From the WCGS Newsletter Archives

Regarding the Wood County Courthouse Fire December 11, 1878:

From Volume 1, Page 1, of the Civil Minutes of the District Court of Wood County, Texas:
January 27, 1879
“This is the first Minute Books used after the fire which occurred in the morning of the 11th of December, A. D. 1878, at about 2 o’clock in the night, and which resulted in Destruction of the Courthouse and all the papers and records contained therein, said house is supposed to have been set on fire by some incendiary, but no one has been able to trace it to the purpertrator (sic) up to this date. Great was the loss in said fire to both private individuals and the officers of this county. District Court was in session at the time.” (This was from a newsletter entry labeled “Miscellaneous Tidbits from the Late Ona Wood’s Notes”, 1994 Volume, July Issue, Newsletter No. 35, page 50.)

Good Turnout For Expo

A big turnout at the Winnsboro Business Expo on the first weekend of Autumn Trails Days resulted in lots of visitors to the Wood County Genealogical Society booth/table. Fifty-one people signed the booth register and many more stopped to inquire about our genealogy and to visit. Surname some of the visitors are researching include Wilcox, Davis, Newsome, Johnson, Dodgen, Porter, Lindsey, Bearden, Cox, Sutton, Michael, Ray, Mills, Robison, Sansom, Jones, McElyea, Coe, Gaines, Kennedy, Bumgardner, and Williams.
WCGS members meet guests at Expo
Working at the booth were (above) members Vice-president Dorothy Harbin (who set up the display on Friday and was there from start to finish on Saturday) and Deason Hunt, and (below) Mary Beth Ramage, Martha Hunt, and Harbin.

WCGS members work at booth at Winnsboro expo

The society received lots of publicity, and a number of booth visitors expressed an interest in getting started on their own family lines and some an interest in coming to our regular monthly meetings. Followups to try to take advantage of the interest were discussed during the day.

How Many Ancestors Do You Have?

Do you know how many ancestors you have? Of course not. Let’s simplify the question: How many ancestors do you have in the past four hundred years? Many people do not know the answer to that question. Care to guess? (The answer is given below but please don’t peek just yet.)

The number of ancestors is simple to calculate as it is a simple mathematical progression: every person has two parents, four grandparents, eight great-grandparents, sixteen great-great-grandparents and so on. The number doubles with each generation. As you go back in years, the numbers soon become very large.

Family Forest, the producers of a CD-ROM lineage-linked database that digitally connects people with each other, can be considered experts in this topic. They have an excellent chart that illustrates the numbers quite well. Take a look at:

Answer to the earlier question: If we assume that there is a new generation every twenty-five years, someone born 400 years before you would be 16 generations removed from you. According to the Family Forest chart, you would have 65,535 unique ancestors born in the previous 16 generations, assuming no overlap (that is, none of your ancestors were cousins to other ancestors).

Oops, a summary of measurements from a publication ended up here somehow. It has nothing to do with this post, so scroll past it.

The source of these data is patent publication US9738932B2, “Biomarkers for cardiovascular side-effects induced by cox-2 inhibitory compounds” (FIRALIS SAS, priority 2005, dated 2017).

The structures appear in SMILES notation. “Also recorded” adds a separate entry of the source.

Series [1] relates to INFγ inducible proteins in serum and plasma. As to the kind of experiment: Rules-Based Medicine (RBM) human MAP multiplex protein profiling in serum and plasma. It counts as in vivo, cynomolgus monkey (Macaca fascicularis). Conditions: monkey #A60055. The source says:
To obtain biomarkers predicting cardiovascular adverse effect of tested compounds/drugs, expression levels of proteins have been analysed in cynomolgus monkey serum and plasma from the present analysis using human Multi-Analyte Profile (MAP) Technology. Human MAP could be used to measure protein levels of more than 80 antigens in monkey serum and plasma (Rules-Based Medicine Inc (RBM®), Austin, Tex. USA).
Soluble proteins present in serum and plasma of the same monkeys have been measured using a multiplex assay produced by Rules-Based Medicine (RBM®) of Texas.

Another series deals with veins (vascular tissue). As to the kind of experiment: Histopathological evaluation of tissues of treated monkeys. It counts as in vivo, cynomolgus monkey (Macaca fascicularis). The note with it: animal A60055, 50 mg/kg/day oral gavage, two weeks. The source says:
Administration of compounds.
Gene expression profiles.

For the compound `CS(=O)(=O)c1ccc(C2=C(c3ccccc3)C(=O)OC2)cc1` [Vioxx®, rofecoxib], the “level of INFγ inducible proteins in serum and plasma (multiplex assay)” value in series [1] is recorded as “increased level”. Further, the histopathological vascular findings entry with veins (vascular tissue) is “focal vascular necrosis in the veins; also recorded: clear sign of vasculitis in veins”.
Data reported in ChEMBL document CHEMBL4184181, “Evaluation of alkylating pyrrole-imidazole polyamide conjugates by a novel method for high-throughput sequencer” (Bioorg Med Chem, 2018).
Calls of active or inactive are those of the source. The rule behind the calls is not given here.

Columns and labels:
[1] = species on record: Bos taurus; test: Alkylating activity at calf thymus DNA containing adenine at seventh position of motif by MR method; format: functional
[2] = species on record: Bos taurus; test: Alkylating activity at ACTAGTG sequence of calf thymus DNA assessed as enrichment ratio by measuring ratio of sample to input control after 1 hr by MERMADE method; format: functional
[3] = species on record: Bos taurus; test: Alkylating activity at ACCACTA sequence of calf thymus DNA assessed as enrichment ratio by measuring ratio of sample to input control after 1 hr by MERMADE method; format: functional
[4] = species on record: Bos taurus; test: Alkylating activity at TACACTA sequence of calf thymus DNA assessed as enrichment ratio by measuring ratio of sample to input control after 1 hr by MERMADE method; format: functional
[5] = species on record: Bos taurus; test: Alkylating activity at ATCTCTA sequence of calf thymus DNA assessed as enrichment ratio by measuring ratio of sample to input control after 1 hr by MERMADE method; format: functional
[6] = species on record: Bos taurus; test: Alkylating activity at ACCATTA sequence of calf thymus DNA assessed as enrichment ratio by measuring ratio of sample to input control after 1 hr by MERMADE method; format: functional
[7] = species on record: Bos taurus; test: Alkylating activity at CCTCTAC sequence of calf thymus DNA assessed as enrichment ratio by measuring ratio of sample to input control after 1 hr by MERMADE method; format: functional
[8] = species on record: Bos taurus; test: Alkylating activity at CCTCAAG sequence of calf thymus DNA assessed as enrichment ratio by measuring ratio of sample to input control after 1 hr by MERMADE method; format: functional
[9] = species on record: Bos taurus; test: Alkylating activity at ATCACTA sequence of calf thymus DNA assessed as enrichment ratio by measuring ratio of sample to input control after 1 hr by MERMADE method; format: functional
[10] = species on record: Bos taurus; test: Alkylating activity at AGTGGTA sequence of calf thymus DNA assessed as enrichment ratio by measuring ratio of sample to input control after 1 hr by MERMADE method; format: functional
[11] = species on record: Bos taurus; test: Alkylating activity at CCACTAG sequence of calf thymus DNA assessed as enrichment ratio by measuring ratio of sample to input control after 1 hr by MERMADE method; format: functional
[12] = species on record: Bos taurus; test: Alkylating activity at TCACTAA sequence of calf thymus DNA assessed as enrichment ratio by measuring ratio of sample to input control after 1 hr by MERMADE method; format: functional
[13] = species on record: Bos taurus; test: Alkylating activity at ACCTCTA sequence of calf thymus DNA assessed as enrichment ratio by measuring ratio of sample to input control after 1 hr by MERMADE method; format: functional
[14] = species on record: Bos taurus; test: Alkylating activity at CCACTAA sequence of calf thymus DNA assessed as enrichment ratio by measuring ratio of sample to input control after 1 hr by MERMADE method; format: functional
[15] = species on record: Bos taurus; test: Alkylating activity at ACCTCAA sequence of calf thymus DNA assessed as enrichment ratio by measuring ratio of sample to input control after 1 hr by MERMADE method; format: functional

However, all families can find a few cousins somewhere in the limbs of the family tree, resulting in the same ancestor(s) showing up in multiple places in the pedigree charts. Ask anyone who has done French-Canadian genealogy or has researched any families that lived for generations in one small village almost anyplace on earth.

If you go back to the time of Charlemagne, roughly 40 to 50 generations ago, you discover that you theoretically have more than one trillion ancestors! Of course, that’s far more than the total number of people who ever lived on the face of the earth. Obviously, you and everyone else have cousin marriages in your ancestry, resulting in ancestors showing up in multiple places in your family tree.

This article is from Eastman’s Online Genealogy Newsletter and is copyright 2002 by Richard W. Eastman. It is re-published here with the permission of the author.

Membership Fees Now Due

Membership fees for the 2009-2010 society year are now due. If you have not yet done so, you can mail them to Wood County Genealogical Society, P.O. Box 832, Quitman, Texas 75783. Make checks to the society. Current membership dues are $15 per individual or $20 per family. Dues may also may be paid at the October meeting Oct. 19 at the Quitman Public Library.

Rock Hill and Holly Tree Cemeteries

The Rock Hill (Quitman) and Holly Tree (Holly Lake Ranch) cemeteries have been recently surveyed and booklets placed on the shelf in the cemetery area of the Wood County research resources in the genealogy library. Member Ronnie Vance performed the surveys and prepared the booklets and gave them to the library.

Rock Hill Cemetery is in Central Wood County near Quitman and on County Road 1477 about 6/10ths of a mile east of the intersection of FM 515 and FM 2966. Death dates on tombstones indicated by the survey range from 1867 to 2009.

Holly Tree Cemetery is next to Holly Tree Chapel in the Holly Lake community in eastern Wood County on FM 2869 about 1/2 mile south of FM 14. Death dates on tembstones in the survey range from 1979 to 2009.


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